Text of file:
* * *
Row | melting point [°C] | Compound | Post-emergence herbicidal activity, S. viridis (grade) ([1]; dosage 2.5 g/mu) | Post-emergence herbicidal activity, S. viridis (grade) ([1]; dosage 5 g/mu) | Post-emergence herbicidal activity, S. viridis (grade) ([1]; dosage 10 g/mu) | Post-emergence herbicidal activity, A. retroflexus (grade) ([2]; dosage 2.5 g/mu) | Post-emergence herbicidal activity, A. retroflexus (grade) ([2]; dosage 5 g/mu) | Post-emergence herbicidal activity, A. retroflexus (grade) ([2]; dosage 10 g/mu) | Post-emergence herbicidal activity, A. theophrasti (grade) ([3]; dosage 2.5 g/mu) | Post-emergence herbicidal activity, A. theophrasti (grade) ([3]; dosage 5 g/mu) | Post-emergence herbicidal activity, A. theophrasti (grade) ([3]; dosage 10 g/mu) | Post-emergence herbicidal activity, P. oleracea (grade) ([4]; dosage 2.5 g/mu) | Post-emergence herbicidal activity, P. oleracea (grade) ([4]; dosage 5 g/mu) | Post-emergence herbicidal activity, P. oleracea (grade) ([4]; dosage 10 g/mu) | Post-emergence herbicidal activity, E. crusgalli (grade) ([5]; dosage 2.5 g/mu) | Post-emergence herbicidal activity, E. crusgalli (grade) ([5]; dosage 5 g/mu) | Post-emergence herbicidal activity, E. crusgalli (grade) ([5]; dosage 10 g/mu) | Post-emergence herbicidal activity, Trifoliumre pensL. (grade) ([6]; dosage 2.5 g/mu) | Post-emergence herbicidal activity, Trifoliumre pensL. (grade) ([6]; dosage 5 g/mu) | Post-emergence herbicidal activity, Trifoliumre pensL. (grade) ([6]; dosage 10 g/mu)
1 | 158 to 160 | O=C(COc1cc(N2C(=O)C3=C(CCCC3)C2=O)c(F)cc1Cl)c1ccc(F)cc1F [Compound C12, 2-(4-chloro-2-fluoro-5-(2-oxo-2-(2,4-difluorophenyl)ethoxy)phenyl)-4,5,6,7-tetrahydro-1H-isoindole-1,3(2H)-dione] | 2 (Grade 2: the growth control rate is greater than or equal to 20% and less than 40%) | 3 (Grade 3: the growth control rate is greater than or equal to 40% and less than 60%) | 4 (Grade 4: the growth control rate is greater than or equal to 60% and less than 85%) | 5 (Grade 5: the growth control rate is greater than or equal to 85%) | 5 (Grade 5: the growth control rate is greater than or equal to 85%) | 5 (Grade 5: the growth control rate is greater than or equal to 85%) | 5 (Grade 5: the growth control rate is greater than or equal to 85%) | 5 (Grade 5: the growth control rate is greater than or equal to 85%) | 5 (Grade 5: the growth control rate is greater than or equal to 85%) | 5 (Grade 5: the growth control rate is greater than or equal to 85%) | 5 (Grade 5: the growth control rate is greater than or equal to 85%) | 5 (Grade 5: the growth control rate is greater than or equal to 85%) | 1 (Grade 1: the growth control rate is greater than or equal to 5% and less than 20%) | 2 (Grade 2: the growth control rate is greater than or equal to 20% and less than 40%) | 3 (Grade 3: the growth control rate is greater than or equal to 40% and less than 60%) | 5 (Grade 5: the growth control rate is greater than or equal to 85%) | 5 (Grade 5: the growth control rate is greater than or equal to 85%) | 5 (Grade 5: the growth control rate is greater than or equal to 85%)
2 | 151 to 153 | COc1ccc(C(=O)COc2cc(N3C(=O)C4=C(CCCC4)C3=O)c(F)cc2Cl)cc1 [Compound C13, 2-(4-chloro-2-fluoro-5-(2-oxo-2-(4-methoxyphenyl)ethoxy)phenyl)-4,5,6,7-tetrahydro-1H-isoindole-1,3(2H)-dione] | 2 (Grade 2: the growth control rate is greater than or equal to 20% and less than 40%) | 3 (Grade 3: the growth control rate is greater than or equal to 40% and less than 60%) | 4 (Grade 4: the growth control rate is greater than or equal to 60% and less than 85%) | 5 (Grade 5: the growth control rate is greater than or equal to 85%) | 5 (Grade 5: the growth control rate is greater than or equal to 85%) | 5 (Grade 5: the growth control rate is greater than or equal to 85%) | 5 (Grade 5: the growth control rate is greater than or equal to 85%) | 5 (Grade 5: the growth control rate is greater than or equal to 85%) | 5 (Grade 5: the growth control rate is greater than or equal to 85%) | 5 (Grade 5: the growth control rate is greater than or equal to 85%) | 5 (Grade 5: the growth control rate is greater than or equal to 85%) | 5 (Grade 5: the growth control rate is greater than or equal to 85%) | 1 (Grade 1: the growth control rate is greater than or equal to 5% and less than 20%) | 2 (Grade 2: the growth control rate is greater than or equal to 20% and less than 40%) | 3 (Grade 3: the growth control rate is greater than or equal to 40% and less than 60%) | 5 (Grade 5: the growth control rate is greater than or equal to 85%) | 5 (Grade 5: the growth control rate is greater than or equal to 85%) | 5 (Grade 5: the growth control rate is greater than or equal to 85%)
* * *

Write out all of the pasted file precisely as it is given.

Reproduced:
Row | melting point [°C] | Compound | Post-emergence herbicidal activity, S. viridis (grade) ([1]; dosage 2.5 g/mu) | Post-emergence herbicidal activity, S. viridis (grade) ([1]; dosage 5 g/mu) | Post-emergence herbicidal activity, S. viridis (grade) ([1]; dosage 10 g/mu) | Post-emergence herbicidal activity, A. retroflexus (grade) ([2]; dosage 2.5 g/mu) | Post-emergence herbicidal activity, A. retroflexus (grade) ([2]; dosage 5 g/mu) | Post-emergence herbicidal activity, A. retroflexus (grade) ([2]; dosage 10 g/mu) | Post-emergence herbicidal activity, A. theophrasti (grade) ([3]; dosage 2.5 g/mu) | Post-emergence herbicidal activity, A. theophrasti (grade) ([3]; dosage 5 g/mu) | Post-emergence herbicidal activity, A. theophrasti (grade) ([3]; dosage 10 g/mu) | Post-emergence herbicidal activity, P. oleracea (grade) ([4]; dosage 2.5 g/mu) | Post-emergence herbicidal activity, P. oleracea (grade) ([4]; dosage 5 g/mu) | Post-emergence herbicidal activity, P. oleracea (grade) ([4]; dosage 10 g/mu) | Post-emergence herbicidal activity, E. crusgalli (grade) ([5]; dosage 2.5 g/mu) | Post-emergence herbicidal activity, E. crusgalli (grade) ([5]; dosage 5 g/mu) | Post-emergence herbicidal activity, E. crusgalli (grade) ([5]; dosage 10 g/mu) | Post-emergence herbicidal activity, Trifoliumre pensL. (grade) ([6]; dosage 2.5 g/mu) | Post-emergence herbicidal activity, Trifoliumre pensL. (grade) ([6]; dosage 5 g/mu) | Post-emergence herbicidal activity, Trifoliumre pensL. (grade) ([6]; dosage 10 g/mu)
1 | 158 to 160 | O=C(COc1cc(N2C(=O)C3=C(CCCC3)C2=O)c(F)cc1Cl)c1ccc(F)cc1F [Compound C12, 2-(4-chloro-2-fluoro-5-(2-oxo-2-(2,4-difluorophenyl)ethoxy)phenyl)-4,5,6,7-tetrahydro-1H-isoindole-1,3(2H)-dione] | 2 (Grade 2: the growth control rate is greater than or equal to 20% and less than 40%) | 3 (Grade 3: the growth control rate is greater than or equal to 40% and less than 60%) | 4 (Grade 4: the growth control rate is greater than or equal to 60% and less than 85%) | 5 (Grade 5: the growth control rate is greater than or equal to 85%) | 5 (Grade 5: the growth control rate is greater than or equal to 85%) | 5 (Grade 5: the growth control rate is greater than or equal to 85%) | 5 (Grade 5: the growth control rate is greater than or equal to 85%) | 5 (Grade 5: the growth control rate is greater than or equal to 85%) | 5 (Grade 5: the growth control rate is greater than or equal to 85%) | 5 (Grade 5: the growth control rate is greater than or equal to 85%) | 5 (Grade 5: the growth control rate is greater than or equal to 85%) | 5 (Grade 5: the growth control rate is greater than or equal to 85%) | 1 (Grade 1: the growth control rate is greater than or equal to 5% and less than 20%) | 2 (Grade 2: the growth control rate is greater than or equal to 20% and less than 40%) | 3 (Grade 3: the growth control rate is greater than or equal to 40% and less than 60%) | 5 (Grade 5: the growth control rate is greater than or equal to 85%) | 5 (Grade 5: the growth control rate is greater than or equal to 85%) | 5 (Grade 5: the growth control rate is greater than or equal to 85%)
2 | 151 to 153 | COc1ccc(C(=O)COc2cc(N3C(=O)C4=C(CCCC4)C3=O)c(F)cc2Cl)cc1 [Compound C13, 2-(4-chloro-2-fluoro-5-(2-oxo-2-(4-methoxyphenyl)ethoxy)phenyl)-4,5,6,7-tetrahydro-1H-isoindole-1,3(2H)-dione] | 2 (Grade 2: the growth control rate is greater than or equal to 20% and less than 40%) | 3 (Grade 3: the growth control rate is greater than or equal to 40% and less than 60%) | 4 (Grade 4: the growth control rate is greater than or equal to 60% and less than 85%) | 5 (Grade 5: the growth control rate is greater than or equal to 85%) | 5 (Grade 5: the growth control rate is greater than or equal to 85%) | 5 (Grade 5: the growth control rate is greater than or equal to 85%) | 5 (Grade 5: the growth control rate is greater than or equal to 85%) | 5 (Grade 5: the growth control rate is greater than or equal to 85%) | 5 (Grade 5: the growth control rate is greater than or equal to 85%) | 5 (Grade 5: the growth control rate is greater than or equal to 85%) | 5 (Grade 5: the growth control rate is greater than or equal to 85%) | 5 (Grade 5: the growth control rate is greater than or equal to 85%) | 1 (Grade 1: the growth control rate is greater than or equal to 5% and less than 20%) | 2 (Grade 2: the growth control rate is greater than or equal to 20% and less than 40%) | 3 (Grade 3: the growth control rate is greater than or equal to 40% and less than 60%) | 5 (Grade 5: the growth control rate is greater than or equal to 85%) | 5 (Grade 5: the growth control rate is greater than or equal to 85%) | 5 (Grade 5: the growth control rate is greater than or equal to 85%)